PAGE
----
It is not that "The Watch" is not particularly funny and nowhere near as good as "The Cornetto Trilogy" in comically exploring male camaraderie under extreme circumstances. It is that it cannot decide whether it wants to be a comedy in the first place. To start, its comic lead actors seem to be strangely enough playing it straight. But at least, Richard Ayoade, Rosemarie DeWitt and an uncredited Billy Crudup seem to get it. More of that would have gone a long way towards fully exploiting the satirical potential of the story, especially considering the choice mixture of the suburbs and alien invasion presented here, instead of this informercial for a big box store which apparently does sell condoms.
In "Red Hook Summer," Colleen(De'Adre Aziza) drops her thirteen year… MoreIn "Red Hook Summer," Colleen(De'Adre Aziza) drops her thirteen year old son Flik(Jules Brown) off in Brooklyn to spend the summer with her father, Enoch(Clarke Peters), a Baptist preacher and boiler repairman. None of which is to Flik's liking, starting with the accommodations. And then there is the lack of air conditioning, the non-vegan food and most importantly the lack of television. All of which he records faithfully with his Ipad 2. At least, there are the sunday school snacks which he consumes with his new friend Chazz(Toni Lysaith).
Even with a shocking third act plot twist that is more Old Testament than New Testament, "Red Hook Summer" is more often than not an evocative look at a boy's expanding his boundaries, both physically and mentally. And a very good performance from Clarke Peters certainly helps matters. But like with other of his recent movies, Spike Lee has a lot easier time with what he wants to say, than in how he says it which is usually just as important, even with the occasional directorial flourish.(It should come as no surprise how little difference there is between a rant and a sermon.) An example of this is on the subject of gentrification as the neighborhood of Red Hook does not come alive on screen like it should have.
In "Two Men in Manhattan," a French diplomat has gone missing in New… MoreIn "Two Men in Manhattan," a French diplomat has gone missing in New York City. Due to the sensitive nature of his work, Moreau's(Jean-Pierre Melville, who also wrote, directed and produced) superiors have told him to be careful with his journalistic investigations. However, his first two inquiries lead nowhere. So, he turns to Delmas(Pierre Grasset), a photgrapher for Match magazine, who he was warned about probably due to his drinking. But it is Delmas who comes up with some viable leads for them to try. However, unbeknowst to the two men, somebody is trailing them...
Like I've pointed out elsewhere, the first thing European filmmakers want to do when they come to America is to find a dive bar. And that especially seems true for Jean-Pierre Melville with his film "Two Men in Manhattan" in creating an instant nostalgia from a now bygone New York(at least Rockefeller Center has not changed much) that is actually a little ahead of its time, and the characters inhabiting it. While Moreau keeps his distance from the sights and sounds of the city, it is Delmas who has fallen prey to its jazzy siren call. But all of that cool atmosphere can only get the movie so far with its weak mystery and lesser story, as it goes on just a little too long for its own good.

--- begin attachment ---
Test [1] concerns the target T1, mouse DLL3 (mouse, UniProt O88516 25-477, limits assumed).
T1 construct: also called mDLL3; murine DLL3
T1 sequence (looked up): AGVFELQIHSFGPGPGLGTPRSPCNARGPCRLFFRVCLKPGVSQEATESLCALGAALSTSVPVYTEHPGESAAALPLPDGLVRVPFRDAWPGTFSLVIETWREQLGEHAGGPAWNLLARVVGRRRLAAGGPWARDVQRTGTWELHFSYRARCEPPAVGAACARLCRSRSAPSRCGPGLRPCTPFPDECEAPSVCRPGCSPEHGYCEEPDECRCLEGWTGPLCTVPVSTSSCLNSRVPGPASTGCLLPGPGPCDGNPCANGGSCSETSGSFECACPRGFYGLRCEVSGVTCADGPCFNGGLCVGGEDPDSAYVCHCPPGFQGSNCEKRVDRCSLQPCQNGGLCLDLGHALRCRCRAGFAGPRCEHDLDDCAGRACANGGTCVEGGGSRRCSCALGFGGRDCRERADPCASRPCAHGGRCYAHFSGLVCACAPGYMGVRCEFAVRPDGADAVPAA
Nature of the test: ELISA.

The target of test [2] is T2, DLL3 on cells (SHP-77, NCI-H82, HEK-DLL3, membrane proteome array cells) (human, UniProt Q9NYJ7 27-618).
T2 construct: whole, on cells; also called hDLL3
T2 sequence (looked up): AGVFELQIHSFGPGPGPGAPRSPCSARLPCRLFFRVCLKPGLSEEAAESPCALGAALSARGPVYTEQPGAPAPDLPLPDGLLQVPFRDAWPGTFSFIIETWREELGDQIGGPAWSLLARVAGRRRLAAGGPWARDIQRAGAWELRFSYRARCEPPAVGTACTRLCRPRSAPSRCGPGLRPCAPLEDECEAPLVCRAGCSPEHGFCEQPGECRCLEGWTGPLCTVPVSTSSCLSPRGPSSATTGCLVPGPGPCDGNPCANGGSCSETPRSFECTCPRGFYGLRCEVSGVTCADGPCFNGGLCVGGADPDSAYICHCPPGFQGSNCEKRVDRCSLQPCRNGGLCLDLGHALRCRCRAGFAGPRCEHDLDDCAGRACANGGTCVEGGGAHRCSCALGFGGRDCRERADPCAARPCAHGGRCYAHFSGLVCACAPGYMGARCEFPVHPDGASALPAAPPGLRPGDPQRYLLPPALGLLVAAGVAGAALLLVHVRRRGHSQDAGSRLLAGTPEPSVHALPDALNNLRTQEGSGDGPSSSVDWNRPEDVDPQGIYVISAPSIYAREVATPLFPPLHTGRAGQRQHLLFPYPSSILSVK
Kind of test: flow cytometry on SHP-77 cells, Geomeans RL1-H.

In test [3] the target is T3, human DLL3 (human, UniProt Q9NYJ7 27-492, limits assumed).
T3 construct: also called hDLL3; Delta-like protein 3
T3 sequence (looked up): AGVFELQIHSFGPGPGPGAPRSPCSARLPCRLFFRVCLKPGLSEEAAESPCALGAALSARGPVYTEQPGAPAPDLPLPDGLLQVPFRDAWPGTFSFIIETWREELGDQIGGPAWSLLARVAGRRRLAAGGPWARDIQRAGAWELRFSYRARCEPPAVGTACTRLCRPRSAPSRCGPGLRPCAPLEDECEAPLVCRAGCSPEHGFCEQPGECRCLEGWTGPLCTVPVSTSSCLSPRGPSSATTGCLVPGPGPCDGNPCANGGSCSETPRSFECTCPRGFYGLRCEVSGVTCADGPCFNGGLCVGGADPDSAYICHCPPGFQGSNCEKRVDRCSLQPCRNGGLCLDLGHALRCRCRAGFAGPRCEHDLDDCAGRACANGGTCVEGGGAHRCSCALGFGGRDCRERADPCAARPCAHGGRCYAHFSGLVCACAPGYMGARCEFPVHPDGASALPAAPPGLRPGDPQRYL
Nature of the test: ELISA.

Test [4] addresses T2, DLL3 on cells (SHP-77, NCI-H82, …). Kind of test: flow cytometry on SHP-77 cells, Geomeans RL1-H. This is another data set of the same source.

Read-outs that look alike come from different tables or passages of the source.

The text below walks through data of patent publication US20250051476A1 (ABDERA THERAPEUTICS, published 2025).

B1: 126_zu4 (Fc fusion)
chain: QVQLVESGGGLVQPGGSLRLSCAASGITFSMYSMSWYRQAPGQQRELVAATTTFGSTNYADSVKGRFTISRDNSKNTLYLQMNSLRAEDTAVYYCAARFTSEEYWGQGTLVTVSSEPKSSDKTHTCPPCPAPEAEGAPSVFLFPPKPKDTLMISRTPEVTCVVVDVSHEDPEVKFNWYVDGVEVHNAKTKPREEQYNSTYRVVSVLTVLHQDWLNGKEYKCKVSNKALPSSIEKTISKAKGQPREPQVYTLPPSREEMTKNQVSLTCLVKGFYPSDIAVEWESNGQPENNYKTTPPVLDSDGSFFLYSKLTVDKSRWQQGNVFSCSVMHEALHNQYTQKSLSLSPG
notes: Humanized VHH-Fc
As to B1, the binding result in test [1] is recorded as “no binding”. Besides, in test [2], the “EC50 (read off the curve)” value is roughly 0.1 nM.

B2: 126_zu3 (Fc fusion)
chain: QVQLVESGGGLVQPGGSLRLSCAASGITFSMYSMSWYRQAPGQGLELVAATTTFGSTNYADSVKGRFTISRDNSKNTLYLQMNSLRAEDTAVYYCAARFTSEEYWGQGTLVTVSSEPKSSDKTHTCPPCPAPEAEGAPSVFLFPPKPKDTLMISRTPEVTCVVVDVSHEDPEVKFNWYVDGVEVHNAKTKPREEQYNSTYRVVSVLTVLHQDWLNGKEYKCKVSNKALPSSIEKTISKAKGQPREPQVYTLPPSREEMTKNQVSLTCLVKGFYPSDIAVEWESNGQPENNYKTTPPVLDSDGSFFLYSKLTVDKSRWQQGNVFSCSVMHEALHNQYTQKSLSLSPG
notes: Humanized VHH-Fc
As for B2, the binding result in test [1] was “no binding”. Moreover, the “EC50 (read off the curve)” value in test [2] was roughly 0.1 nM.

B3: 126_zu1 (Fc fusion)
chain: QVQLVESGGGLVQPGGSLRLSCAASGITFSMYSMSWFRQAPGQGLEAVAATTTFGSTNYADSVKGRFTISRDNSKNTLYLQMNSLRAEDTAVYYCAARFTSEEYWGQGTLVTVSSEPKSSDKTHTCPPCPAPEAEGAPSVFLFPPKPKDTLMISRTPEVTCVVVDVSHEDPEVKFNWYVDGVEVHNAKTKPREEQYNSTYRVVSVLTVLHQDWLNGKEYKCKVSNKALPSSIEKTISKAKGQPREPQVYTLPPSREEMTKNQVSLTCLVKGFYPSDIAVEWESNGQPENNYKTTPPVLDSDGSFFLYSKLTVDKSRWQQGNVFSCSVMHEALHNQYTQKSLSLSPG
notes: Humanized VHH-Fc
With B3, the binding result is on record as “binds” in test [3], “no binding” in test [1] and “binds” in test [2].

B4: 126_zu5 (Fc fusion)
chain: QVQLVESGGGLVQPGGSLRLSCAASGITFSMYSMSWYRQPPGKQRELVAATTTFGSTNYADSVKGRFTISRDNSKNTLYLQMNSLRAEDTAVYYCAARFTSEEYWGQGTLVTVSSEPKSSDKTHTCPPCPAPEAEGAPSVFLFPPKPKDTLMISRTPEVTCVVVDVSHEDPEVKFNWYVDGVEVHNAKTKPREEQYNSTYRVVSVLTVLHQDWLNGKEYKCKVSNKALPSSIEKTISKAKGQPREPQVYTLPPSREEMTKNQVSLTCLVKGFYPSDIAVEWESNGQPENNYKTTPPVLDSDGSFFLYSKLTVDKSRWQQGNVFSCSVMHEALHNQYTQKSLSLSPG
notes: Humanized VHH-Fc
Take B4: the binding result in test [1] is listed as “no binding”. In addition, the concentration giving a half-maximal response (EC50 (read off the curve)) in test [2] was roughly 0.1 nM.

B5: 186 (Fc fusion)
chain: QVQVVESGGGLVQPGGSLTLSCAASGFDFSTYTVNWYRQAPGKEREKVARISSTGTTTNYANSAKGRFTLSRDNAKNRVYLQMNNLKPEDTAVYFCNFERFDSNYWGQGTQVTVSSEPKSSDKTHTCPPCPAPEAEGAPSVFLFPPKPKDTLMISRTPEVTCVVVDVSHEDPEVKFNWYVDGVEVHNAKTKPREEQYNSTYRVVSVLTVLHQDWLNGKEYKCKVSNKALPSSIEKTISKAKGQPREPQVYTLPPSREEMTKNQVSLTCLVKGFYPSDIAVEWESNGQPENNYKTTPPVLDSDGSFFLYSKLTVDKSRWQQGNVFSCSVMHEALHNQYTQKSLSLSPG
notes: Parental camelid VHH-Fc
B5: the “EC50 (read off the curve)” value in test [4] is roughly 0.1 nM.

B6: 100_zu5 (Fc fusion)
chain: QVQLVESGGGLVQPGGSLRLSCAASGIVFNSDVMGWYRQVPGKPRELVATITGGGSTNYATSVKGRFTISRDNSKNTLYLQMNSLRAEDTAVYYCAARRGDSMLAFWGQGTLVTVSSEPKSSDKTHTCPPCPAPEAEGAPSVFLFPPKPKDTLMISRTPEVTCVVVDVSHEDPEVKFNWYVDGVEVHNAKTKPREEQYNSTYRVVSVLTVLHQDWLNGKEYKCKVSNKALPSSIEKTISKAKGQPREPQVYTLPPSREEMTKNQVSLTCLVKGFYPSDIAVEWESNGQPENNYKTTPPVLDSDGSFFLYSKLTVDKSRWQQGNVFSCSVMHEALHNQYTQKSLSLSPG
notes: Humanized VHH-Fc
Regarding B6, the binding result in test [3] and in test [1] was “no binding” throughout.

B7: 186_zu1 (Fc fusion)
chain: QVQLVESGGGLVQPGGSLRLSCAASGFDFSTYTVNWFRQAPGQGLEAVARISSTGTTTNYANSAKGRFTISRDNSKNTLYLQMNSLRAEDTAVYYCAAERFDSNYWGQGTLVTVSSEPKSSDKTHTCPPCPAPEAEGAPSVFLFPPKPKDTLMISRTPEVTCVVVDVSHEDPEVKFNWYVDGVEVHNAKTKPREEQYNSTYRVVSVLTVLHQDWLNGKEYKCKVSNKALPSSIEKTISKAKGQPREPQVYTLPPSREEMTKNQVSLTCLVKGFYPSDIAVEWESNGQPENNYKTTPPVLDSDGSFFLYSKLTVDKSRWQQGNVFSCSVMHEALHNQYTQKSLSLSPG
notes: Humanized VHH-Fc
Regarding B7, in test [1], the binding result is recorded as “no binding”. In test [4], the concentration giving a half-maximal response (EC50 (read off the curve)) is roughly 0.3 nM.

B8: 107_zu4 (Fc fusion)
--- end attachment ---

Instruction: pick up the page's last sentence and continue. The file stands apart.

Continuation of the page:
As an inventor and special effects innovator, Tim Jenison probably… MoreAs an inventor and special effects innovator, Tim Jenison probably deserves having a documentary made about him just on those criteria alone. But it is his investigation into 17th century painter Johannes Vermeer who was renowned for photographic like realism in his paintings that is of interest in the fascinating and entertaining documentary "Tim's Vermeer" from Penn & Teller.
Due to not wanting contemporaries stealing ideas from him(and probably also to mess with future art historians), Vermeer left behind no notes on his methods. However, certain art historians have theorized that he created his famous paintings with mirrors, or more precisely a camera obscura. That's where Tim Jenison comes into the picture and the documentary by using his engineering expertise to recreate the conditions necessary, first on a copy of a modern photograph of his father-in-law(signed with a black felt tip pen, no less), followed by a reconstruction of one of Vermeer's paintings with a little help from some of the most patient family imaginable.(To be honest, I do suspect there was a little horsetrading involved.)
Not only does all of which not take away from the magic of the paintings, but actually puts us all in awe of the painstaking tasks it took to create such great art. This was at a time when Vermeer had to create all of the geometry of his setup from scratch.
Suffering from an emotional collapse caused by catching her husband… MoreSuffering from an emotional collapse caused by catching her husband cheating on her and news that her father just suffered a heart attack a continent away, Claire(Amber Jaeger) gets in a cab and tells the driver, Thom(Sam Jaeger, of "Eli Stone" & "Parenthood" who also wrote, directed and produced), a broke and just recently homeless photographer, to drive. The following morning, after she gets over the shock of them being near Pittsburgh, she negotiates a fee for him to drive her the rest of the way to San Diego. That works out well until she loses her purse.
With a movie that starts off with as many cliches as "Take Me Home" does in the road movie department, it is kind of hard to overcome them. And then you have the giant lapses of logic like Claire's not wanting to fly even for her seriously ill father(although it is implied later that some reticence on her part might be understandable) and Thom's taking Claire's instruction to drive literally, in a straight line instead of around Central Park, then you have a seriously lost cause. On the other hand, the movie does have its moments and a sort of labor of love vibe, so it is hard to seriously hate it either.